A strong correlation between DMD, OMD, and bgas with TVFA was reported by Kazemi and Valizadeh (2019) and Kazemi (2019). So, higher TVFA in PL before ensiling or ensiled PL with 4% yogurt or molasses can be attributed to more DMD, OMD, and bgas. One of the most critical applications of the gas production technique is determining the digestibility and energy value of animal feed (Krishnamoorthy et al. 2005). We found PL before ensiling or PL ensiled with two additives had higher metabolism energy rather than the control silage. This increase can be attributed to their higher 24 h gas production. In line with our results, the addition of 1% of a commercial yogurt containing Lactobacillus plantarum, L. bulgaricus, L. casei, L. acidophilus, and L. bifidus as a natural source of bacteria increased the in vitro DMD and OMD of sugarcane silage (Reyes-Gutiérrez et al. 2018). One of the most critical be attributed to higher content indicators of feed evaluation is determining its digestibility, which can affect feed intake and largely relies on chemical compounds, especially the fibrous and structural parts of the plant (Chabot et al. 2008). So, PL before ensiling or PL containing two additives in terms of DMD and OMD were superior to the control silage. Ammonia nitrogen is an index for ruminal proteolysis. Some of the increase in ammonia nitrogen can be attributed to the higher content of CP in PL after ensiling.

Although high ammonia nitrogen concentration indicates high levels of ruminal degradable protein in the diet, lower concentrations of ammonia nitrogen may occur in similar conditions when the CP has a lower degradability coefficient or CP quality is low (Minson 1990). So, another part of increasing levels of ammonia nitrogen in PL after ensiling can be related to its higher ruminal degradable protein.

Buffering capacity

Moharrery (2007) reported that the buffering system of ruminants is controlled by three essential mechanisms including, (1) the dietary additive buffers, (2) the buffering capacity of the feed consumed, and (3) the salivary buffer system (Moharrery 2007). The buffering capacity of some protein sources and leguminous fodders has been reported to be higher than 85 mEq × 10–3 (Montanez-Valdez et al. 2013), which is consistent with our study. In this study, the highest acid and also acid–base buffering capacity in PL ensiled 4% molasses indicated more acid is needed to change in pH of the water-soluble plant sample and high control of this plant in ruminal pH balance. Initial pH and titratable acidity have been reported to be the most critical determinants of rumen fluid pH. In the present study, the highest titratable acidity was observed for PL after ensiling (21.67 mEq × 10–3), indicating high resistance to acidification. By evaluating the pH and buffering capacity of the ration, we can predict the need for buffers to control and maintain rumen pH (Bujňák et al. 2011). All experimental silages had acidic pH and therefore, their consumption could lead to rumen pH reduction. It is reported that the amount and composition of minerals in the ash have a particular buffering effect on the plant's initial pH (Levic et al. 2005). Due to the different ash content of the present plant species (5.33–8.60%), their buffering capacity was also different.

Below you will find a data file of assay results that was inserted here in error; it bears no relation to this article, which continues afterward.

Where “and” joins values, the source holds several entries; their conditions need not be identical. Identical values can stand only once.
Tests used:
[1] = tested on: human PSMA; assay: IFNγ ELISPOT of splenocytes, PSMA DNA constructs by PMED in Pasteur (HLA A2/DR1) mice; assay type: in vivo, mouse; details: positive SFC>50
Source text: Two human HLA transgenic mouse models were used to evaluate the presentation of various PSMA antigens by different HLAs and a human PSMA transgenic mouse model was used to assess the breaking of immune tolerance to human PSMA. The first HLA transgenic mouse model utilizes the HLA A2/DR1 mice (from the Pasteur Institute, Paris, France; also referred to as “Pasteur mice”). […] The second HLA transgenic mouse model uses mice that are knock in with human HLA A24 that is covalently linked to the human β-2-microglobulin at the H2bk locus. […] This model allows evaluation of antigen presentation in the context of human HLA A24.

In summary, ensiling of PL alone resulted in the loss of some nutrients, reduction of some minerals, reduction of gas production potential, and reduction of dry and organic matter digestibility, as well as reduction of TVFA production in the culture medium. Molasses and yogurt improved the fermentation characteristics of the silage environment, increased nutrient digestibility, and improved nutritional indicators and buffering parameters. In general, it is recommended that PL is ensiled with yogurt or molasses. Higher levels of yogurt or molasses (4%) than lower levels (2%) are recommended to add to the silo environment. In objective observations, we found that the silage containing 4% molasses had a better appearance quality and smell than other silages.

Availability of data and materials

The data will be made available upon reasonable request.

Abbreviations

PL:

Pomegranate leaves

CFU:

Colony forming units

DM:

Dry matter

EE:

Ether extract

CP:

Crude protein

NDF:

Neutral detergent fiber

ADF:

Acid detergent fiber

DMD:

Dry matter digestibility

OMD:

Organic matter digestibility

TVFA:

Total volatile fatty acids

bgas :

Potential gas production

cgas :

Fractional rate of gas production

NFC:

Non-fiber carbohydrates

ME:

Metabolizable energy

NEl:

Net energy for lactation

References

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Acknowledgements

We thank the University of Torbat-e Jam for the technical support of this project. The assistance of Mr. Ardeshir Momeni, Mr. Mohammad Ghanbari, Mr. Ali Abidi, and Mr. Mehrdad Movahed Nasab in carrying out this project is greatly acknowledged.

Funding

This project was financially supported by the University of Torbat-e Jam, TP14011, Mohsen Kazemi.

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This work was suggested, conducted, and written by MK. Part of the writing and laboratory analysis was conducted by RV. Data analysis and some in vitro works were done by EIK. All authors read and approved the final manuscript.

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Correspondence to Mohsen Kazemi.

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The Animal Ethics Committee at the University of Torbat-e Jam approved all the animal protocols used in the present experiment.

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Kazemi, M., Valizadeh, R. & Ibrahimi Khoram Abadi, E. Yogurt and molasses can alter microbial-digestive and nutritional characteristics of pomegranate leaves silage. AMB Expr 12, 111 (2022). https://doi.org/10.1186/s13568-022-01452-4

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Keywords

  • Pomegranate leaves
  • Silage
  • Yogurt
  • Additive
  • Nutritional value